Commercial aircraft orders stole the spotlight on the opening day of the Dubai Airshow. Boeing launched its 777X and racked up $100 billion in orders and commitments for 777s, 787s and 737s, while Airbus secured a crucial order for 50 A380s, not to mention 50 A350s and 30 A320neos.
But the Middle East is also crucial for U.S. and European defense contractors as they look for new markets to help offset declining military budgets at home. Five years ago, Boeing's defense and space unit derived just 7% of its sales from outside the U.S. This year that figure is around 28-29%, and CEO Dennis Muilenburg forecasts international sales will account for one-third of his company's business during the next 5-10 years.
And most of that growth is coming from the Middle East and Asia-Pacific, he said during a Nov. 17 roundtable with reporters at the Dubai show. "I would say about 80% of our [international] business is in those two regions, and roughly balanced between [them]," he says. Saudi Arabia has ordered 84 F-15s and is upgrading another 70 already in its fleet.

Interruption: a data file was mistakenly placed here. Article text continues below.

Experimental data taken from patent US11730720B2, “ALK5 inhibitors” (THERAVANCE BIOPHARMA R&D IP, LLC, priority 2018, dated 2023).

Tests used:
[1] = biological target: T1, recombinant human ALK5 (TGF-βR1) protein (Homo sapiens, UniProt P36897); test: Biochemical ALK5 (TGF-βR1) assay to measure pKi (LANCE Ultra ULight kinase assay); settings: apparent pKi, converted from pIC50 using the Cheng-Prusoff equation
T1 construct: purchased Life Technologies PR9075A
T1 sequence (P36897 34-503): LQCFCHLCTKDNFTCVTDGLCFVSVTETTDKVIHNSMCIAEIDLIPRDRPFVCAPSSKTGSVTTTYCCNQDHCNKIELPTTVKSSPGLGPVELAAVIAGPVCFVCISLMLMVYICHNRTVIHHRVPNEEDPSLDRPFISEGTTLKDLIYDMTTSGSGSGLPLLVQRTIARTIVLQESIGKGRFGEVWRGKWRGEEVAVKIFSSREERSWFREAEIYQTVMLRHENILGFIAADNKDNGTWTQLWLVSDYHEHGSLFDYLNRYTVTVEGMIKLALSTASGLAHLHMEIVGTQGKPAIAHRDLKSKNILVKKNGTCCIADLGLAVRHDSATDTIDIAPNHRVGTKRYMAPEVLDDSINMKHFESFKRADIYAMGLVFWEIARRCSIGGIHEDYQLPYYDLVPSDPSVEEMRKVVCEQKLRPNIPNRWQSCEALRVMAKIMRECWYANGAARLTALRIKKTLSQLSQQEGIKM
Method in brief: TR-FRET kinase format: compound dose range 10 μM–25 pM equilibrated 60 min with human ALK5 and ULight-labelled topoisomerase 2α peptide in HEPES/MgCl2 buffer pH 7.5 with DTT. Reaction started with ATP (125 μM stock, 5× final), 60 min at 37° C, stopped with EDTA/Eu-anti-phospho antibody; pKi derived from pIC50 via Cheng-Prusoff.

And Boeing sees opportunities for that aircraft or the F-18 in the United Arab Emirates, Qatar and Kuwait. But while the region presents lucrative opportunities, the competition for business has grown stiffer. "The fact that U.S. and European [defense] budgets are down is creating more competition in other markets," Muilenburg acknowledges.
Meanwhile, Boeing's proposal to sell Super Hornets to Brazil has been "paused" for six months, until next spring. U.S.-Brazilian relations have been strained by revelations of spying by the U.S. National Security Agency, so the delay could benefit the company by providing time for tensions to cool. "Good government-to-government relations ... help feed the order pipeline," Muilenburg says, adding that Boeing's proposal includes work with Brazilian aircraft builder Embraer. "The industrial relationships we've built around our proposal are very beneficial."